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SQL

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Operator in SQL

They are found in just about every SQL query. SQL operators are the mathematical and equality symbols used to compare, calculate, or evaluate values. Equality operators include the (>), (<), and (=) symbols, which are used to compare two values. Each of these characters has a special meaning, & when SQL comes across them, they help to tell that how to evaluate an expression or conditional statement. Operators will appear mostly inside of a conditional statement in the WHERE clause of SQL Commands.

  • SQL Arithmetic Operator
  • SQL Comparison Operator
  • SQL Assignment operator
  • SQL Bitwise Operator
  • SQL Logical Operator
  • SQL Unary Operator

SQL Arithmetic Operator

Arithmetic operators are used to perform mathematical operations in SQL the same as in most other languages. There are 4 conventional operators for mathematical operation:

  • + (addition)
  • - (subtraction)
  • * (multiplication)
  • / (division)

Addition

Addition is performed by the use of the plus (+) symbol.

SELECT SALARY + BONUS FROM EMPLOYEE_PAY;
/*column SALARY is added to BONUS for a total for each row of data*/
Subtraction

Subtraction is performed using the minus (-) symbol.

SELECT SALARY - BONUS FROM EMPLOYEE_PAY;
/*column BONUS is subtracted from SALARY column for the difference*/
Multiplication

Multiplication is performed by using asterisk (*) symbol.

SELECT SALARY * 10 FROM EMPLOYEE_PAY;
/*column SALARY is multiplied by 10*/
Division

Division is performed by the use of the slash (/) symbol.

SELECT SALARY / 10 FROM EMPLOYEE_PAY;
/*column SALARY is multiplied by 10*/
Comparison Operators
Operator Description Example
=   Equality test.
SELECT EMPNAME "Employee" FROM EMP_d WHERE SALARY = 1500;
!=, ^=, <> Inequality test.
SELECT EMPNAME FROM EMP_d WHERE SALARY ^= 5000;
>   Greater than test.
SELECT EMPNAME "Employee", JOB "Title" FROM EMP_d WHERE SALARY > 5000;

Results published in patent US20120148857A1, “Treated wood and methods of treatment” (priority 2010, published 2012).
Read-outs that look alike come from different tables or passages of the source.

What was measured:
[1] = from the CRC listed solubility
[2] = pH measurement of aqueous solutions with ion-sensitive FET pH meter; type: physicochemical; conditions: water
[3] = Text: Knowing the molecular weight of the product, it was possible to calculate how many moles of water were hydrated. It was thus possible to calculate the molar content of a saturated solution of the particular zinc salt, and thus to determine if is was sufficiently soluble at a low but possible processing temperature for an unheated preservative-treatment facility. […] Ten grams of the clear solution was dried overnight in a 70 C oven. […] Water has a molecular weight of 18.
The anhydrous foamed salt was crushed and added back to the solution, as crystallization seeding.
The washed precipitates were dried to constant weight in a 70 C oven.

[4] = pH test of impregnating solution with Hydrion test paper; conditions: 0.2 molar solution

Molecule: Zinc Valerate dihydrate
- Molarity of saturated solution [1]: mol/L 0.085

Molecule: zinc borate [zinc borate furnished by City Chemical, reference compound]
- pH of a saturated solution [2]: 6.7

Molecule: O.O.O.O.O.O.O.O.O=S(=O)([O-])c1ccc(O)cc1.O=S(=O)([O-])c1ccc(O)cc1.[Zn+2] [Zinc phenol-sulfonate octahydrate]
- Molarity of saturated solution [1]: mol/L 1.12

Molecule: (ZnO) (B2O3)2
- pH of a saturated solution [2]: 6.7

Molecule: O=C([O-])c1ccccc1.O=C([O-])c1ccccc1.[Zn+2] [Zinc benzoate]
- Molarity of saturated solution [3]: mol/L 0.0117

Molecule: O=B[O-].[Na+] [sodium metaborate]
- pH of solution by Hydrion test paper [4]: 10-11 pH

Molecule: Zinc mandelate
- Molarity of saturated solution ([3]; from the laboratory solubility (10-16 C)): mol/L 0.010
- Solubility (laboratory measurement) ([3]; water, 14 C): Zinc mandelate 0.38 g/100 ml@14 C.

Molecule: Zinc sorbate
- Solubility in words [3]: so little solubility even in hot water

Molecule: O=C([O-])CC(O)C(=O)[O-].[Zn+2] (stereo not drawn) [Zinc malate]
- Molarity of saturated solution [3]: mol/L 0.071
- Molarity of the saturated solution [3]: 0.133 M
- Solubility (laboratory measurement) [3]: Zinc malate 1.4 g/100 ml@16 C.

<   Less than test.
SELECT * FROM PRICE_D WHERE MINPRICE < 30;
>=   Greater than or equal to test.
SELECT * FROM PRICE_D WHERE MINPRICE >= 20;
<=   Less than or equal to test.
SELECT EMPNAME FROM EMP_d WHERE SALARY <= 1500;
IN "Equivalent to any member of".
SELECT * FROM EMP_d WHERE EMPNAME IN ('SMITH', 'WARD');
ANY/ SOME Compares a value to each value in a list or returned by a query. Must be preceded by =, !=, >, <, <=, or >=. Evaluates to FALSE if the query returns no rows.
SELECT * FROM DEPT WHERE LOCATION = SOME ('NEW YORK','DALLAS');
NOT IN Equivalent to "!= ANY". Evaluates to FALSE if any member of the set is NULL.
SELECT * FROM DEPT WHERE LOCATION NOT IN ('NEW YORK', 'DALLAS');
ALL Compares a value with every value in a list or returned by a query. Must be preceded by =, !=, >, <, <=, or >=. Evaluates to TRUE if the query returns no rows.
SELECT * FROM emp_d WHERE salary >= ALL (1500, 3000);
[NOT] BETWEEN x and y [Not] greater than or equal to x and less than or equal to y.
SELECT EMPNAME, JOB FROM EMP_d WHERE SALARY BETWEEN 4000 AND 5000;
EXISTS TRUE if a sub-query returns at least one row.
SELECT * FROM EMP_d WHERE EXISTS (SELECT EMPNAME FROM EMP WHERE MGR IS NULL);
x [NOT] LIKE y [ESCAPE z] TRUE if x does [not] match the pattern y. Within y, the character "%" matches any string of zero or more characters except null. Character "_" matches any single character. Character following ESCAPE are interpreted, useful when y contains a percent or underscore.
SELECT * FROM EMP_d WHERE EMPNAME LIKE '%E%';
IS [NOT] NULL Tests for nulls. This is the only operator that should be used to test for nulls.
SELECT * FROM EMP_d WHERE COMM IS NOT NULL AND SALARY > 1500;

Sql Assignement Operator

These are used for assigning values.

SELECT ID = ProductID, Product = ProductName FROM Products

SQL Logical Operators

There are 3 Logical Operators AND, NOT, and OR. When retrieving data using SELECT statement, we can use these operators in the WHERE clause, which allows to combine more than one conditions.

Operator Description Example
NOT Returns TRUE if the given condition is NOT TRUE or FALSE. And returns FALSE if given condition is TRUE. If it is UNKNOWN, then it remains UNKNOWN.
SELECT * FROM EMP_d WHERE NOT (job IS NULL)

SELECT * FROM EMP_d WHERE NOT (sal BETWEEN 2000 AND 5000)

AND AND Returns TRUE if both conditions are TRUE. And return FALSE if either of them or both conditions are FALSE;
SELECT * FROM EMP_d WHERE job='CLERK' AND deptno=5
OR Returns TRUE if either condition is TRUE. Returns FALSE if both the conditions are FALSE.
SELECT * FROM emp_d WHERE job='CLERK' OR deptno=5



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